Papillon Wedding Gown

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One of my favorite wedding gowns I have ever made!

There is something about this gown that stands out.
It’s shoulder detail, and how super lightweight and airy it is. 

I didn’t have any clear design before I started draping.
I just knew I wanted something asymmetrical around the neckline. 

I was searching for good and high-quality horse hair braids, and I came across ‘Judith M Millinery Supply House’. I honestly loved this site so much that I spent a fortune there because I wanted almost everything!
(This is not a paid promotion, they have no idea I am posting this!)
The millinery horsehair that I used here is matte and thin but holds up its shape, undeniably it gave me a tool to play and create something chic and soft.

I usually don’t overproduce my designs, so I tend to make only one-of-a-kind gowns and wait for their bride. But there are few designs that I had to make a few times. 

I got 3 orders for this gown — One from New York & one from Istanbul, which were shipped out to the clients. The third client actually flew all the way from London to pick it up from Los Angeles.
The moment she tried it on, the look on her face was priceless!
This is what drove me to do this kind of work over and over again.

I also promised my cousin who lives in Germany to make her the exact gown for her wedding. She actually wanted to get the last one, but I had to stop her and promised I would make her a dream gown, when she finds ‘The One’ 🙂 

So I wanted to share the process of making this gown, and I hope it inspires and helps you with your own projects.

I built a sheer french lace corset for the base first, with sweetheart neckline and wired breast cups. The corset was boned with rigilene 8mm, and covered from inside by silk bias strips. The corset is long enough to cover love handles and give smoother lines. The back of the corset has two rows of hook and eyes. 

After building the foundation corset, I used soft touch horse hair braids with diamond shapes (that are usually used in millinery) to create this shoulder piece that goes back and ends in a big bow.
The beautiful thing about that piece is, it is lightweight, and stretches when the arm moves but doesn’t fall from the shoulder, it stays upright. So I extended the lace appliqué toward the shoulder piece a little bit but kept it simple.

While covering the corset with lace piece, I kept the lace long like a little lace peplum, so later on I could attach to the tulle skirt that I was planning from the waistline.

The skirt is about 8 layers of Silk Habotai, Tulles and embroidered lace. 

  1.   First I cut half circle silk habotai lining, with 3 rows of 5 inch Horsehair braids. I attached them to the face of the fabric so It doesn’t rub off to the skin, and added an invisible zipper.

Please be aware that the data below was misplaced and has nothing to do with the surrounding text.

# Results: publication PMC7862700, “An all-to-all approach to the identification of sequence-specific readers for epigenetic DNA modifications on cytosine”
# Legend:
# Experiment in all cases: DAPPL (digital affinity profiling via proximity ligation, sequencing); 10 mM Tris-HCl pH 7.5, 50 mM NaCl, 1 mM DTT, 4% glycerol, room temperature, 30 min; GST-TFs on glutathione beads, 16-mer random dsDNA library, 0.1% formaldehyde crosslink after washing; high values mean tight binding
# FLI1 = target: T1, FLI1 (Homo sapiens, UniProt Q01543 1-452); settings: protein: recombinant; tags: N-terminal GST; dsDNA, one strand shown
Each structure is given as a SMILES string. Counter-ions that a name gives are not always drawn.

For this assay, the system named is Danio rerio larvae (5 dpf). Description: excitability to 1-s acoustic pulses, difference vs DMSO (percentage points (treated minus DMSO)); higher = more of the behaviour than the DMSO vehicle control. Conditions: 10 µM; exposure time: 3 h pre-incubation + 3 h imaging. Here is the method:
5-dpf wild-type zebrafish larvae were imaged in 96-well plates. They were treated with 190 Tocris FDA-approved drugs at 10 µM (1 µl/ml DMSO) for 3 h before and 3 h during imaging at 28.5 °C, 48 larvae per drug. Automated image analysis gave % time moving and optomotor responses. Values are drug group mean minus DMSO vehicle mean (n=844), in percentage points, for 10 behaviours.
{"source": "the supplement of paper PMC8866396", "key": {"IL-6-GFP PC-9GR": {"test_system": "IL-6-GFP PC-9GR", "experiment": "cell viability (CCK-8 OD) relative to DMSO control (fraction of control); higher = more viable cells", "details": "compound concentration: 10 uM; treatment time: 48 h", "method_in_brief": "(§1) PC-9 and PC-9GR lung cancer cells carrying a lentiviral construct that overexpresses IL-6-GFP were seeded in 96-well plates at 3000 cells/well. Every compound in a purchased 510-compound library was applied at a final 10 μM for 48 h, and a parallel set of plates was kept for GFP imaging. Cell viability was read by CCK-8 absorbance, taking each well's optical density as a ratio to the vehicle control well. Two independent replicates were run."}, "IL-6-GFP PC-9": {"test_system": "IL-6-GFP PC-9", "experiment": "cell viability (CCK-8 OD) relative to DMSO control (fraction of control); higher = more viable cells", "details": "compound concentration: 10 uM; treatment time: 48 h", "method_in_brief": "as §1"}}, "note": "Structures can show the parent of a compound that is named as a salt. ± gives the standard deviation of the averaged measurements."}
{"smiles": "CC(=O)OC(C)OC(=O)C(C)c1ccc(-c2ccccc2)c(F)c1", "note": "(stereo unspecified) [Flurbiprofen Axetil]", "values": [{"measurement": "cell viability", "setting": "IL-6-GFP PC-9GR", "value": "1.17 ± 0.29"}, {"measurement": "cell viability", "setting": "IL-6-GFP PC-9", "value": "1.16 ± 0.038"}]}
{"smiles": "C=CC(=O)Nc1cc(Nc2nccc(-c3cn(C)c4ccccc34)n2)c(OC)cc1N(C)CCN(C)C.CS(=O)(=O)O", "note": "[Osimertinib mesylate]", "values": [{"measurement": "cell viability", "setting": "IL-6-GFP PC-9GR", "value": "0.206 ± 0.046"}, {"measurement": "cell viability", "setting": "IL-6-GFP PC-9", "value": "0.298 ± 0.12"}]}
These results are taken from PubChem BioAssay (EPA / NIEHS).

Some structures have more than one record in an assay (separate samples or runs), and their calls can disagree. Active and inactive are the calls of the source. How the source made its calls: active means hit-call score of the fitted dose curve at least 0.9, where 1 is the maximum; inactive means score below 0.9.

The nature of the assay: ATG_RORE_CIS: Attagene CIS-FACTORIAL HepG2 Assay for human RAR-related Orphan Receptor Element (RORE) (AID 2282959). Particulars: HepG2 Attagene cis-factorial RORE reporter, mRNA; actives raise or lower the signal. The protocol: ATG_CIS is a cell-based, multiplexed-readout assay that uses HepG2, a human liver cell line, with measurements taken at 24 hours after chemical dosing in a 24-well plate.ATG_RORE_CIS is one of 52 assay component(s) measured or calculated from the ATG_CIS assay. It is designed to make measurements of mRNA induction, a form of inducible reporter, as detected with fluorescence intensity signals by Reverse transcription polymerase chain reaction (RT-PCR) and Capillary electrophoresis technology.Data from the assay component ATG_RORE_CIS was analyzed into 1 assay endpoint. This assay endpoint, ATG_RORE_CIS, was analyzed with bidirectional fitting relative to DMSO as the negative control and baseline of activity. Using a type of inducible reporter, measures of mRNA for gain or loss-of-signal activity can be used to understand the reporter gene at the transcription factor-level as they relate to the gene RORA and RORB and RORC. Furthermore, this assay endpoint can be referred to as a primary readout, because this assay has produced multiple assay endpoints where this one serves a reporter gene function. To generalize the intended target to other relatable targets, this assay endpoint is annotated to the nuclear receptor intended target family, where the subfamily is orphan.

2. Then I cut 6 layers of full circle skirt, with soft-touch off-white tulles, and sewed each one of them and put them aside. No cinching on the waist — the waist was the same as the measurement of the waistline.
  3.   I cut 1 full circle of diamond grid embroidered lace with translucent sequins, and put it aside.

So I added a rayon grosgrain 1-inch ribbon to the waist of my dress form, and pinned it from the back. I layered each one of the skirts and attached to the ribbon by hand before taking it to the machine and attached all the layers to the ribbon.

The layers go like this:

1- Habotai with horsehair braids
2- A full skirt tulle
3- A full skirt tulle
4- A full skirt tulle
5- A full skirt tulle
6- An embroidered lace with a 5 inch horsehair braids attached at the hem
7- A full skirt tulle with a Horsehair braid with diamond grids (same as the one used on shoulder piece)
8- A full skirt tulle

After sewing all the pieces to the ribbon waist stay, I took the skirt and attached it to the waist of the corset by hand. I also added a waist stay inside of the corset as well, with hook and eyes. 

I did not attach all the tulles and the lace layers to the zipper of the lining, because this way the tulles are fluffier in the back.
I kept them raw edged, they are very soft anyway, and hand-stitched the edge of the lace layer to the top tulle and added tiny white hook and eyes to keep the opening of the skirt in check.   

Lastly, I hand-sewed all the laces that were extended from the corset to the top layer tulle skirt.
I added a few more appliqués and hand-sewed them. 

I usually use two types of thread for sewing delicate laces by hand, invisible threads or silk threads with only one layer. I usually lock knots, in every 2-3 steps.
This way I avoid the lace coming off easily.


I hope this is helpful and/or inspiring.
And I’d gladly answer any questions you might have!

Please scroll down & leave a comment below, and let me know what you think!

Cheers 🙂

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